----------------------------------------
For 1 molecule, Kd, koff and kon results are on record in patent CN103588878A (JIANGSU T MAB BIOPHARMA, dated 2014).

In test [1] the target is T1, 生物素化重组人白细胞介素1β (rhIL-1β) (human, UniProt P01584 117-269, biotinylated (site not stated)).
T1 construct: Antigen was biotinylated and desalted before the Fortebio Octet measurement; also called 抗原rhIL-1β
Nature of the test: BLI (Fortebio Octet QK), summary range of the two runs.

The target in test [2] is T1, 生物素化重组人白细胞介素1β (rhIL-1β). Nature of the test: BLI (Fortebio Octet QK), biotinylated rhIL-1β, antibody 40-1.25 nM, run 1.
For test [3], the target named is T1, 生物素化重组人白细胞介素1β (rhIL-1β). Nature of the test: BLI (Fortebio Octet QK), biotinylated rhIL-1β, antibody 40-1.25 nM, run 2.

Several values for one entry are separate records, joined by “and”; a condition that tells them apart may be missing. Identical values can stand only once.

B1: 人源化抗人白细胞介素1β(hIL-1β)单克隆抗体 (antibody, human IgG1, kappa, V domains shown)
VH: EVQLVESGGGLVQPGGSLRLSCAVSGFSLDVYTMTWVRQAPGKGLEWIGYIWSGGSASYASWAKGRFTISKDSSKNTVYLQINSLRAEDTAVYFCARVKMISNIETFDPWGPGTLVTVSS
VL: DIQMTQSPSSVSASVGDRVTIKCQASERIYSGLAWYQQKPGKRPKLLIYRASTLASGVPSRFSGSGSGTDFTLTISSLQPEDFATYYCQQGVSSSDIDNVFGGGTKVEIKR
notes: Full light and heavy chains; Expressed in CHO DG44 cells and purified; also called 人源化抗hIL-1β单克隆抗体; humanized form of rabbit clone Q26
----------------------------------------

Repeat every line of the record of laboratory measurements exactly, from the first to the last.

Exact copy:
For 1 molecule, Kd, koff and kon results are on record in patent CN103588878A (JIANGSU T MAB BIOPHARMA, dated 2014).

In test [1] the target is T1, 生物素化重组人白细胞介素1β (rhIL-1β) (human, UniProt P01584 117-269, biotinylated (site not stated)).
T1 construct: Antigen was biotinylated and desalted before the Fortebio Octet measurement; also called 抗原rhIL-1β
Nature of the test: BLI (Fortebio Octet QK), summary range of the two runs.

The target in test [2] is T1, 生物素化重组人白细胞介素1β (rhIL-1β). Nature of the test: BLI (Fortebio Octet QK), biotinylated rhIL-1β, antibody 40-1.25 nM, run 1.
For test [3], the target named is T1, 生物素化重组人白细胞介素1β (rhIL-1β). Nature of the test: BLI (Fortebio Octet QK), biotinylated rhIL-1β, antibody 40-1.25 nM, run 2.

Several values for one entry are separate records, joined by “and”; a condition that tells them apart may be missing. Identical values can stand only once.

B1: 人源化抗人白细胞介素1β(hIL-1β)单克隆抗体 (antibody, human IgG1, kappa, V domains shown)
VH: EVQLVESGGGLVQPGGSLRLSCAVSGFSLDVYTMTWVRQAPGKGLEWIGYIWSGGSASYASWAKGRFTISKDSSKNTVYLQINSLRAEDTAVYFCARVKMISNIETFDPWGPGTLVTVSS
VL: DIQMTQSPSSVSASVGDRVTIKCQASERIYSGLAWYQQKPGKRPKLLIYRASTLASGVPSRFSGSGSGTDFTLTISSLQPEDFATYYCQQGVSSSDIDNVFGGGTKVEIKR
notes: Full light and heavy chains; Expressed in CHO DG44 cells and purified; also called 人源化抗hIL-1β单克隆抗体; humanized form of rabbit clone Q26